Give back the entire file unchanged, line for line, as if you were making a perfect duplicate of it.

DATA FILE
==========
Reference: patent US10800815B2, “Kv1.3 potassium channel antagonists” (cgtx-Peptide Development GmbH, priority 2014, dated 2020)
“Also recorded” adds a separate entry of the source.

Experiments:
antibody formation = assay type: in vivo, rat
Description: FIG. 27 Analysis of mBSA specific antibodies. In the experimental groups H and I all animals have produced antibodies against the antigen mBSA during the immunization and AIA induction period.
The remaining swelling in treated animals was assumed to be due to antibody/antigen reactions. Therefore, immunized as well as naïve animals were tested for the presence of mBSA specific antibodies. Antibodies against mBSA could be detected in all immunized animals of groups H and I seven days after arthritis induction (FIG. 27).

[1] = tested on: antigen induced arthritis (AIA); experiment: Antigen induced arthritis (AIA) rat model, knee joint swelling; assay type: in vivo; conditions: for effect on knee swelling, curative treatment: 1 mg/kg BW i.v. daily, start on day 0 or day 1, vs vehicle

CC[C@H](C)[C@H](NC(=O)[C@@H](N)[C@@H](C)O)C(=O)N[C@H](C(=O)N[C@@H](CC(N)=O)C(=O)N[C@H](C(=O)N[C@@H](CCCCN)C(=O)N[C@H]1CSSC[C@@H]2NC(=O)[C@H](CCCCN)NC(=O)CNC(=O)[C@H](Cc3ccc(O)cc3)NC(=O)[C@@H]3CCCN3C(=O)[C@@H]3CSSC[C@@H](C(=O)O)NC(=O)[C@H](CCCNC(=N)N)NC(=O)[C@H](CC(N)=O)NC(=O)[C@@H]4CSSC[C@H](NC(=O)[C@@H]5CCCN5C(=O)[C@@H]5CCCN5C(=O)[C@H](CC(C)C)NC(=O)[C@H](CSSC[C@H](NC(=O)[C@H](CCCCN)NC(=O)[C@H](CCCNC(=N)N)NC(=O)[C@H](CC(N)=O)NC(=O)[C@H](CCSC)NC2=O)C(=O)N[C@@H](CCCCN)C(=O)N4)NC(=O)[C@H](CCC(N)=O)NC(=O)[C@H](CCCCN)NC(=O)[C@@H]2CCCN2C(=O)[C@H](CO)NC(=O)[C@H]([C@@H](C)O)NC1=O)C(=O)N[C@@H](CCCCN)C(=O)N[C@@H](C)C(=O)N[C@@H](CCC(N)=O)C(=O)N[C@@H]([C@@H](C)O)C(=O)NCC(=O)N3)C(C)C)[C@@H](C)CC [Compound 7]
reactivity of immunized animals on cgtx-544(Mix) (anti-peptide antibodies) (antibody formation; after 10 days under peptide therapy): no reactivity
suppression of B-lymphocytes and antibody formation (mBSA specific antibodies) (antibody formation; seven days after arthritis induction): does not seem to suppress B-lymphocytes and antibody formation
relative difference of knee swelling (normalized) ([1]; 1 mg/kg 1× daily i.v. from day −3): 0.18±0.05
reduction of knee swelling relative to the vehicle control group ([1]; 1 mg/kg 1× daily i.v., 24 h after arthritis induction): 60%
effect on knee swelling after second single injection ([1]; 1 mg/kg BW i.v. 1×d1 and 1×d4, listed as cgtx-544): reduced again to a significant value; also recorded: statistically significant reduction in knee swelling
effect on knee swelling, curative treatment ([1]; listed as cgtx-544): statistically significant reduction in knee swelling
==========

Reference: patent US10800815B2, “Kv1.3 potassium channel antagonists” (cgtx-Peptide Development GmbH, priority 2014, dated 2020)
“Also recorded” adds a separate entry of the source.

Experiments:
antibody formation = assay type: in vivo, rat
Description: FIG. 27 Analysis of mBSA specific antibodies. In the experimental groups H and I all animals have produced antibodies against the antigen mBSA during the immunization and AIA induction period.
The remaining swelling in treated animals was assumed to be due to antibody/antigen reactions. Therefore, immunized as well as naïve animals were tested for the presence of mBSA specific antibodies. Antibodies against mBSA could be detected in all immunized animals of groups H and I seven days after arthritis induction (FIG. 27).

[1] = tested on: antigen induced arthritis (AIA); experiment: Antigen induced arthritis (AIA) rat model, knee joint swelling; assay type: in vivo; conditions: for effect on knee swelling, curative treatment: 1 mg/kg BW i.v. daily, start on day 0 or day 1, vs vehicle

CC[C@H](C)[C@H](NC(=O)[C@@H](N)[C@@H](C)O)C(=O)N[C@H](C(=O)N[C@@H](CC(N)=O)C(=O)N[C@H](C(=O)N[C@@H](CCCCN)C(=O)N[C@H]1CSSC[C@@H]2NC(=O)[C@H](CCCCN)NC(=O)CNC(=O)[C@H](Cc3ccc(O)cc3)NC(=O)[C@@H]3CCCN3C(=O)[C@@H]3CSSC[C@@H](C(=O)O)NC(=O)[C@H](CCCNC(=N)N)NC(=O)[C@H](CC(N)=O)NC(=O)[C@@H]4CSSC[C@H](NC(=O)[C@@H]5CCCN5C(=O)[C@@H]5CCCN5C(=O)[C@H](CC(C)C)NC(=O)[C@H](CSSC[C@H](NC(=O)[C@H](CCCCN)NC(=O)[C@H](CCCNC(=N)N)NC(=O)[C@H](CC(N)=O)NC(=O)[C@H](CCSC)NC2=O)C(=O)N[C@@H](CCCCN)C(=O)N4)NC(=O)[C@H](CCC(N)=O)NC(=O)[C@H](CCCCN)NC(=O)[C@@H]2CCCN2C(=O)[C@H](CO)NC(=O)[C@H]([C@@H](C)O)NC1=O)C(=O)N[C@@H](CCCCN)C(=O)N[C@@H](C)C(=O)N[C@@H](CCC(N)=O)C(=O)N[C@@H]([C@@H](C)O)C(=O)NCC(=O)N3)C(C)C)[C@@H](C)CC [Compound 7]
reactivity of immunized animals on cgtx-544(Mix) (anti-peptide antibodies) (antibody formation; after 10 days under peptide therapy): no reactivity
suppression of B-lymphocytes and antibody formation (mBSA specific antibodies) (antibody formation; seven days after arthritis induction): does not seem to suppress B-lymphocytes and antibody formation
relative difference of knee swelling (normalized) ([1]; 1 mg/kg 1× daily i.v. from day −3): 0.18±0.05
reduction of knee swelling relative to the vehicle control group ([1]; 1 mg/kg 1× daily i.v., 24 h after arthritis induction): 60%
effect on knee swelling after second single injection ([1]; 1 mg/kg BW i.v. 1×d1 and 1×d4, listed as cgtx-544): reduced again to a significant value; also recorded: statistically significant reduction in knee swelling
effect on knee swelling, curative treatment ([1]; listed as cgtx-544): statistically significant reduction in knee swelling